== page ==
Journal of Solid State Electrochemistry

, Volume 23, Issue 11, pp 3107–3121 | Cite as

Ion and solvent transfer of polyaniline films electrodeposited from deep eutectic solvents via EQCM

  • Hani K. IsmailEmail author
  • Hasan F. Alesary
  • Azhar Y. M. Al-Murshedi
  • Jalil H. Kareem
Original Paper


We report herein the electrochemical polymerisation of aniline from a choline chloride (ChCl)-based deep eutectic solvent (DES) at room temperature in both the presence and absence of deionised water in the solvent. The current study used Propeline as the DES electrolyte, which we found to be rich in protons (i.e. similar to protic ionic liquids) and which allowed the polymerisation of aniline in this system. The morphology of films was characterised by scanning electron microscopy (SEM) and atomic force microscopy (AFM), which showed the polymer film to have a compact structure and rough surface. The electrochemical quartz crystal microbalance (EQCM) was used for the first time to investigate the mass changes that occur during the electrochemical deposition of polyaniline (PANI) in situ, and was used to monitor cation, anion, and solvent transport when PANI films were immersed in pure Propeline and 0.5 M H2SO4 solution (monomer free) at 25 °C and 50 °C. In the case of the PANI exposed to pure Propeline at room temperature, the mass change increased continuously in both oxidation and reduction switching due to anion transfer dominating the mass change, while the PANI exposed to pure Propeline at 50 °C was found to form due to a two-step combined mechanism, showing excellent redox switching stability with changing mass. These variations in mass tend to be dominated by cation expulsion in the first oxidative process (the later reductive process being cation insertion) and by anion insertion in the second oxidative stage (the early reductive process being anion expulsion). In aqueous systems, the mechanism of mass change was dominated by anion movement associated with solvent transfer. The movement of neutral species in Propeline and water is in the reverse direction to those of cation or anion transfer.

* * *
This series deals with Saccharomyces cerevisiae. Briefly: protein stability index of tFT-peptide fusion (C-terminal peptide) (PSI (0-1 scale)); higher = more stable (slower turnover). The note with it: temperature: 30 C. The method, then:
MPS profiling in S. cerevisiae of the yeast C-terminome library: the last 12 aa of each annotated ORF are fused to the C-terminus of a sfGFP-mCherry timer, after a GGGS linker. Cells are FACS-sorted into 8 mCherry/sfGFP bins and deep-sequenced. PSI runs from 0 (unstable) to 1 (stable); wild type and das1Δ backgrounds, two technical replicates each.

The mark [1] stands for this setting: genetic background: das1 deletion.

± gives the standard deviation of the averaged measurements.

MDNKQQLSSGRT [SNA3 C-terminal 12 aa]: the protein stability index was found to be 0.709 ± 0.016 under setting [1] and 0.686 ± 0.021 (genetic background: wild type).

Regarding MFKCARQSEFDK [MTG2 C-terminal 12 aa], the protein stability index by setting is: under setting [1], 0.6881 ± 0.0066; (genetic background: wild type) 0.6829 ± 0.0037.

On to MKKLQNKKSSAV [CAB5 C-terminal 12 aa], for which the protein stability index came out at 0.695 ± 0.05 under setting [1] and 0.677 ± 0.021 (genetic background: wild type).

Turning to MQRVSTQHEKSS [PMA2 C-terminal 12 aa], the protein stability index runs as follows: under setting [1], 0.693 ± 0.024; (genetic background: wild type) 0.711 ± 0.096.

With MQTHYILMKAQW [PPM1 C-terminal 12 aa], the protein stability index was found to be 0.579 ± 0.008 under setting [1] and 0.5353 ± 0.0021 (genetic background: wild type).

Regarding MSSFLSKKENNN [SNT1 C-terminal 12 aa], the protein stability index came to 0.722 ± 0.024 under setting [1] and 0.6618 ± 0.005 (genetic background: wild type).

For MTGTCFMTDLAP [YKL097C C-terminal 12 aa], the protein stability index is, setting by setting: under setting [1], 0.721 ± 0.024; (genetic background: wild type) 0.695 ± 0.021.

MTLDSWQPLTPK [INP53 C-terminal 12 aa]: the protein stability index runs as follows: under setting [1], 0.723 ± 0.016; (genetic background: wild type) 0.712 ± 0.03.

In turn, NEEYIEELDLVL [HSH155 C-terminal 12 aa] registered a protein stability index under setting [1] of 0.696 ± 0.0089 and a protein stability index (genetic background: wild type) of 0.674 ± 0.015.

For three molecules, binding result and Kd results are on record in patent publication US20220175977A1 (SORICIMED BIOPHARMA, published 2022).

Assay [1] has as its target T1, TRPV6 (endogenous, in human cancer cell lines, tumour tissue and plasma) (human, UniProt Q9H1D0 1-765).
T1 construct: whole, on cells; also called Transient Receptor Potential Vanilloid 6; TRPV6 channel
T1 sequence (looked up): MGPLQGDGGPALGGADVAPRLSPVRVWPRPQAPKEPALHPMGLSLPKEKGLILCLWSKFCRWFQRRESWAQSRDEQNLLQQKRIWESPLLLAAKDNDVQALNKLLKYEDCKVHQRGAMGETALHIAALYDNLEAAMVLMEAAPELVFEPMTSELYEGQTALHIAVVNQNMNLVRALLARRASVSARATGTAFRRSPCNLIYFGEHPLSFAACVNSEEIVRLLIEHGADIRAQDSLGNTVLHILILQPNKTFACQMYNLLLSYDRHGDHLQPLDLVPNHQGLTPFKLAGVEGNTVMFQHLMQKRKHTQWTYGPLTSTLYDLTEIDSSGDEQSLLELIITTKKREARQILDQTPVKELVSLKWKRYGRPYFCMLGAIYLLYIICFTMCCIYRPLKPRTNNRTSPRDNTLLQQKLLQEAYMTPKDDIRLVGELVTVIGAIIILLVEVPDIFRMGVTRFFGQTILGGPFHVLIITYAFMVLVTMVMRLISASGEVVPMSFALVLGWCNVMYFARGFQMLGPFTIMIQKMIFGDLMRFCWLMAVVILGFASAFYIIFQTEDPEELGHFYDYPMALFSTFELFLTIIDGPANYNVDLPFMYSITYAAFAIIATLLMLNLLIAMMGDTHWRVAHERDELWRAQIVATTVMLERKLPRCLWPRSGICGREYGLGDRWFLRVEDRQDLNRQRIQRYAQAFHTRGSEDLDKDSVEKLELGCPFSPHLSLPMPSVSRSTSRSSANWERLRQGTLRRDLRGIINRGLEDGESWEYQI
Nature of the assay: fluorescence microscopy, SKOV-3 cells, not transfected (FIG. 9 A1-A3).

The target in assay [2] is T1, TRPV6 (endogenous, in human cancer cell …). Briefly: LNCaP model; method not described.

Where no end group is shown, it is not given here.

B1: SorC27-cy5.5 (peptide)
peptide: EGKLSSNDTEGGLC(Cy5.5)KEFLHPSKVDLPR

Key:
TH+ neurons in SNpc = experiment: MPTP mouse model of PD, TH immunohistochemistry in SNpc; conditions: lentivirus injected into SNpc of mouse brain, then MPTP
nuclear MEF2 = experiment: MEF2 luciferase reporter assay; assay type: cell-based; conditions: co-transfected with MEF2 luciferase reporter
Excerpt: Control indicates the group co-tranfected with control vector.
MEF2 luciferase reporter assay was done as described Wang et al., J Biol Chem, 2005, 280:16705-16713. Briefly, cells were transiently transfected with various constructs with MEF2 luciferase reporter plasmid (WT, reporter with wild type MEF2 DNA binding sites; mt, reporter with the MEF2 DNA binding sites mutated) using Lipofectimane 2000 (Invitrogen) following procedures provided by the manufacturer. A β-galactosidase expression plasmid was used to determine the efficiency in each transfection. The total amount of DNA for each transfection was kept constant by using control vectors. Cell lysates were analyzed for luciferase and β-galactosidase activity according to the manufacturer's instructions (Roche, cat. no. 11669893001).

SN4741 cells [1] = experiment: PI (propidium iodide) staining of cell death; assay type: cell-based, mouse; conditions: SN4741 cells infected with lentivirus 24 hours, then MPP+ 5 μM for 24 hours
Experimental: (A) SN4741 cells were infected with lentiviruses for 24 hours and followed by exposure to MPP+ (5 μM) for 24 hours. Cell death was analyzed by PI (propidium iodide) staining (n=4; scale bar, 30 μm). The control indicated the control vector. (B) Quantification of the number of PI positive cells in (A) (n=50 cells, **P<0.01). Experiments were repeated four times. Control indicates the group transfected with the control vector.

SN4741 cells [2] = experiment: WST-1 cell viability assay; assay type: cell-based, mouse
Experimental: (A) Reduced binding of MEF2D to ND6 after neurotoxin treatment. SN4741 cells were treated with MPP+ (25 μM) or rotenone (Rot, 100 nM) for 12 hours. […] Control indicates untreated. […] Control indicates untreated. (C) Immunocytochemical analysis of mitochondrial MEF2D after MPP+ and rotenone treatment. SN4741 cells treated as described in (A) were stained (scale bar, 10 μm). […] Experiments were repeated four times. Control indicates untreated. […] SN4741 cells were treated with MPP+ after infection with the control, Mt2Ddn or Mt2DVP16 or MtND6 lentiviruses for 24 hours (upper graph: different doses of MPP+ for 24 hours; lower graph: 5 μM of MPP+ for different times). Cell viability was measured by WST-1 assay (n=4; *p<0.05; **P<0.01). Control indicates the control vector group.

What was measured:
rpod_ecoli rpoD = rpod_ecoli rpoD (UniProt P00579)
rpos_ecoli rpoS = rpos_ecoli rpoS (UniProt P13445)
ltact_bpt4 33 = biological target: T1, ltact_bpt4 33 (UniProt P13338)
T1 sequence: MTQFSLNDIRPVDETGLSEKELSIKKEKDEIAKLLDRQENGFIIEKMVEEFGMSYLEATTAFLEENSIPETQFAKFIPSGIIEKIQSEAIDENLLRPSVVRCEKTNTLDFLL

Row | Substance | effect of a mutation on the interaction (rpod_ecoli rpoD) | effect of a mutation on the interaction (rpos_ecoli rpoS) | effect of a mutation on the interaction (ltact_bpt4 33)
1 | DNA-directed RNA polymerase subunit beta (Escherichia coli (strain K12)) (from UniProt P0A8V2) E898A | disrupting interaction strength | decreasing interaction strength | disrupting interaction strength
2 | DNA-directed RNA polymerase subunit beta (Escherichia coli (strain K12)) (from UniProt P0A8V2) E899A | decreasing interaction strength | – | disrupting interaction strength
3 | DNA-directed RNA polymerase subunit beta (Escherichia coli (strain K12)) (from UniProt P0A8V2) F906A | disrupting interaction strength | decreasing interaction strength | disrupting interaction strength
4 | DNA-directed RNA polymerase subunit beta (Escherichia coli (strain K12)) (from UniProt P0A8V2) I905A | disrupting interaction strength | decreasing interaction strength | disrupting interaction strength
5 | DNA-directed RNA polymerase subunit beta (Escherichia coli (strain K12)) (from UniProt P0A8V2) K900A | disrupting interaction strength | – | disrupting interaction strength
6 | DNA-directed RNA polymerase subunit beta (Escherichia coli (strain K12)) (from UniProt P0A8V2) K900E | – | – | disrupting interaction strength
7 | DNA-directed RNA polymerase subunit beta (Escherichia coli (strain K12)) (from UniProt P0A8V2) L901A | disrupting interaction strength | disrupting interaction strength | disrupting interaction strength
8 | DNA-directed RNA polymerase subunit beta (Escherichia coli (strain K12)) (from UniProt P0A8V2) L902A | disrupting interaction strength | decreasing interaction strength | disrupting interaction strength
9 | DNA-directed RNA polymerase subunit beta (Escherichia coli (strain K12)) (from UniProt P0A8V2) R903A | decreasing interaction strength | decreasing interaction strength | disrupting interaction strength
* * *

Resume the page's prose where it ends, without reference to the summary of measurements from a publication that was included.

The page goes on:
Conducting polymers (polyaniline) EQCM Deep eutectic solvent (DES) Ion transfer Solvent transfer Redox switching 



This study was fully supported by the Ministry of Higher Education and Scientific Research in Kurdistan (HCDP Program) and Baghdad, Iraq, respectively, for studentships for HKI, Alesary, AL-Murshedi, and JHK in the University of Leicester, UK. The authors thank Dr. Mark Watkins for valuable observations and for proofreading this manuscript.


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Copyright information

© Springer-Verlag GmbH Germany, part of Springer Nature 2019

Authors and Affiliations

  1. 1.Department of Chemistry, Faculty of Science and HealthKoya UniversityKurdistan Region F.R.Iraq
  2. 2.Department of Chemistry, College of ScienceUniversity of KerbalaKarbalaIraq
  3. 3.Department of Chemistry, Faculty of Education for GirlsUniversity of KufaNajafIraq
  4. 4.Department of Petroleum Technology, Erbil Technology InstituteErbil Polytechnic UniversityErbilIraq

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